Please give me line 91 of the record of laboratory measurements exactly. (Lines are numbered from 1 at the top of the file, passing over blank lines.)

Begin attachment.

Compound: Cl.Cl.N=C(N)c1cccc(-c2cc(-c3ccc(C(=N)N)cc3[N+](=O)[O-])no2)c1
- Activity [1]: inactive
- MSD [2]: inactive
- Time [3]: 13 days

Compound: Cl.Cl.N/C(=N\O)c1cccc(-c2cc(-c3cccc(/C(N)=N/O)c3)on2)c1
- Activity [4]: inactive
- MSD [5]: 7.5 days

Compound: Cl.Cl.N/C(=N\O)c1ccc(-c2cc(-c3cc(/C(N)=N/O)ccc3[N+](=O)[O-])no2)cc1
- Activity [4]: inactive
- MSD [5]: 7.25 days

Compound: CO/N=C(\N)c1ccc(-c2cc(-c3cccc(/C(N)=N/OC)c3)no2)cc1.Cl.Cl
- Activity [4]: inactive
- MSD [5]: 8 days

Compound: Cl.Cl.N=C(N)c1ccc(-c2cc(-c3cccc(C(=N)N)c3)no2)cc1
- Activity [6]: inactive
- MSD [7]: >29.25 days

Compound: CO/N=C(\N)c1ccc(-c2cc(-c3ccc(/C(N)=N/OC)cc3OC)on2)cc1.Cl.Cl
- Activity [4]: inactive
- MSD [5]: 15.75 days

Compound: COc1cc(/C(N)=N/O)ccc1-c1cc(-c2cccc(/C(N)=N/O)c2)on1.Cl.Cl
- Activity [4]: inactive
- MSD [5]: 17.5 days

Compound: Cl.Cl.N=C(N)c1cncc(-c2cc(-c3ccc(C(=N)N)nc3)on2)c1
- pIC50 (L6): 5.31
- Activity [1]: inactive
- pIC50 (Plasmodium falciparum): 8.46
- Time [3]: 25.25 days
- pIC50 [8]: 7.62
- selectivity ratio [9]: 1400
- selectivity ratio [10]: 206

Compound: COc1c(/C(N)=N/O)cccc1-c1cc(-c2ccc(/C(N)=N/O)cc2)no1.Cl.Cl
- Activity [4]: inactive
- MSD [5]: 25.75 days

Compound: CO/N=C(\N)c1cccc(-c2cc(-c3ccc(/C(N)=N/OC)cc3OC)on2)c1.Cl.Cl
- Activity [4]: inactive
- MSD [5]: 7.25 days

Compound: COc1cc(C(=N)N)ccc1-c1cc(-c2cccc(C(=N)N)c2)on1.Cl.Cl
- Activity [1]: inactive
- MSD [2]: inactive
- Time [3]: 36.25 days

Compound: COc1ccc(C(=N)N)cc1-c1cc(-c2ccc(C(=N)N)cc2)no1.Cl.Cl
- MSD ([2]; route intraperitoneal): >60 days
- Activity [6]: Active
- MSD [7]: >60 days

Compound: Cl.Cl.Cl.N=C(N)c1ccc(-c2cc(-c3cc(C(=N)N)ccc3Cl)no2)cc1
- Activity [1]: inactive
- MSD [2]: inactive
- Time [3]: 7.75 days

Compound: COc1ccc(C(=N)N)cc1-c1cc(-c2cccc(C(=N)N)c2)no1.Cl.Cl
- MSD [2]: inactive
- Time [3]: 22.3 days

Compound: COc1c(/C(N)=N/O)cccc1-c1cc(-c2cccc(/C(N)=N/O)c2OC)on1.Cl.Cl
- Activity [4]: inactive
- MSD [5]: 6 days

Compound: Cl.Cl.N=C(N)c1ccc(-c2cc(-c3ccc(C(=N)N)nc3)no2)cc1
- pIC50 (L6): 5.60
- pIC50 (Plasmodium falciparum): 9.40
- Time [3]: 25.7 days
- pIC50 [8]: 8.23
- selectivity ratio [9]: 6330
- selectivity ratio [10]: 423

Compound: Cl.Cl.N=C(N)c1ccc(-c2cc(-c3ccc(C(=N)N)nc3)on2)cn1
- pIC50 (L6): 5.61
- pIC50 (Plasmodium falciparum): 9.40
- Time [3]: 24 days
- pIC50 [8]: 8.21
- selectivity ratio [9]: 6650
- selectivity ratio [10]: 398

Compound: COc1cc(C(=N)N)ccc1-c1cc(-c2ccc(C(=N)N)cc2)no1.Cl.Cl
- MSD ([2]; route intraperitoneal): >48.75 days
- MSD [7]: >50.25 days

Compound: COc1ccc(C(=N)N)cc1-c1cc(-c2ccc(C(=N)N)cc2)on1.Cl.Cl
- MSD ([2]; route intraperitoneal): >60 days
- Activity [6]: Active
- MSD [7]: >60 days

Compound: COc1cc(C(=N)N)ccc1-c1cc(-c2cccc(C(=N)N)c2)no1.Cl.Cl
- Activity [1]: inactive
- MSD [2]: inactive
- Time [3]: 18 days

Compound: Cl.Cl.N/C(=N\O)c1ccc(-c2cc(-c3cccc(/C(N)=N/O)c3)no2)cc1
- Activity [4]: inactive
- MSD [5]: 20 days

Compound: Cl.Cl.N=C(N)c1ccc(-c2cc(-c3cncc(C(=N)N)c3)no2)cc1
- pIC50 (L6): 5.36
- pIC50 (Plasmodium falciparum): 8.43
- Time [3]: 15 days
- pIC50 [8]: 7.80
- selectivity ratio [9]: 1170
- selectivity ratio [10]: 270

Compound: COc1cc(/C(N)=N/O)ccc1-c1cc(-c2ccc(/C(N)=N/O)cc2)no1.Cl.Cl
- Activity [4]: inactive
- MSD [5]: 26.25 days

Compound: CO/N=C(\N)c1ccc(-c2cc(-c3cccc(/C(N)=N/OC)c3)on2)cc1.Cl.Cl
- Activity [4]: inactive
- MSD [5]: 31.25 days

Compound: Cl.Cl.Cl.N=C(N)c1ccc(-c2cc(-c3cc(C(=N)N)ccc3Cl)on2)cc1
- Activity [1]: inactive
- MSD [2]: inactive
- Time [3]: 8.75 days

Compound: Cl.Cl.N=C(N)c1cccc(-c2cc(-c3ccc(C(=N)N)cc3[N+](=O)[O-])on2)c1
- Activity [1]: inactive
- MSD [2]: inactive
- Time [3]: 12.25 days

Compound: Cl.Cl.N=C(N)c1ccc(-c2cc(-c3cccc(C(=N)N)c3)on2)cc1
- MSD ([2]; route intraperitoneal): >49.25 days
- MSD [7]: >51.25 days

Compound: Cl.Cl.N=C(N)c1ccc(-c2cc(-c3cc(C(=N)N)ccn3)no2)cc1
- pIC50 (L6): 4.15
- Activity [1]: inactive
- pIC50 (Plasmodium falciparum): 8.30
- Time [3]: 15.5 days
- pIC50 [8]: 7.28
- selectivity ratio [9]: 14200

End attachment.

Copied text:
- Activity [4]: inactive